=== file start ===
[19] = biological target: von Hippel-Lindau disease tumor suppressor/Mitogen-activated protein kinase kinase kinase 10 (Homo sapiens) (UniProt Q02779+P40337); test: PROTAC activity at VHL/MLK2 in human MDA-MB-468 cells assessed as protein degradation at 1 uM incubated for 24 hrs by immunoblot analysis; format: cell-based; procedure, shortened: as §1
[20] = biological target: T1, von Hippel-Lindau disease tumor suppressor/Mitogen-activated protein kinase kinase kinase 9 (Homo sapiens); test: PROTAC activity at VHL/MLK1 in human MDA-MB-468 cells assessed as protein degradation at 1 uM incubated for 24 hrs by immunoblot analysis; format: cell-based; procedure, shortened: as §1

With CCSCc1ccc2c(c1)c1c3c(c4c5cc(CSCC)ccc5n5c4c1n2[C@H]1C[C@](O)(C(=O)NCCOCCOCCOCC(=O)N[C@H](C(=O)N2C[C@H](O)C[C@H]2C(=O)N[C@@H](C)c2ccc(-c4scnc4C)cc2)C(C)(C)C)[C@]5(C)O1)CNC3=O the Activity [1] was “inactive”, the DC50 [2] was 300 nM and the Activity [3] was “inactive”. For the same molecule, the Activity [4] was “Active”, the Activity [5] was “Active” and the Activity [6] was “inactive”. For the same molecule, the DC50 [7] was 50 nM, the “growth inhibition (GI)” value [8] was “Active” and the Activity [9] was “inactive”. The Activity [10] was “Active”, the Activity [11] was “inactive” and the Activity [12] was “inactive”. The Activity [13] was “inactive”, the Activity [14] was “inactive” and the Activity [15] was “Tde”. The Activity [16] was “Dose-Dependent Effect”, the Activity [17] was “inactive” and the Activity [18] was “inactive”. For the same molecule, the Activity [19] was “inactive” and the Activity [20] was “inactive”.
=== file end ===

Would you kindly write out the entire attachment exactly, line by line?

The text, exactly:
[19] = biological target: von Hippel-Lindau disease tumor suppressor/Mitogen-activated protein kinase kinase kinase 10 (Homo sapiens) (UniProt Q02779+P40337); test: PROTAC activity at VHL/MLK2 in human MDA-MB-468 cells assessed as protein degradation at 1 uM incubated for 24 hrs by immunoblot analysis; format: cell-based; procedure, shortened: as §1
[20] = biological target: T1, von Hippel-Lindau disease tumor suppressor/Mitogen-activated protein kinase kinase kinase 9 (Homo sapiens); test: PROTAC activity at VHL/MLK1 in human MDA-MB-468 cells assessed as protein degradation at 1 uM incubated for 24 hrs by immunoblot analysis; format: cell-based; procedure, shortened: as §1

With CCSCc1ccc2c(c1)c1c3c(c4c5cc(CSCC)ccc5n5c4c1n2[C@H]1C[C@](O)(C(=O)NCCOCCOCCOCC(=O)N[C@H](C(=O)N2C[C@H](O)C[C@H]2C(=O)N[C@@H](C)c2ccc(-c4scnc4C)cc2)C(C)(C)C)[C@]5(C)O1)CNC3=O the Activity [1] was “inactive”, the DC50 [2] was 300 nM and the Activity [3] was “inactive”. For the same molecule, the Activity [4] was “Active”, the Activity [5] was “Active” and the Activity [6] was “inactive”. For the same molecule, the DC50 [7] was 50 nM, the “growth inhibition (GI)” value [8] was “Active” and the Activity [9] was “inactive”. The Activity [10] was “Active”, the Activity [11] was “inactive” and the Activity [12] was “inactive”. The Activity [13] was “inactive”, the Activity [14] was “inactive” and the Activity [15] was “Tde”. The Activity [16] was “Dose-Dependent Effect”, the Activity [17] was “inactive” and the Activity [18] was “inactive”. For the same molecule, the Activity [19] was “inactive” and the Activity [20] was “inactive”.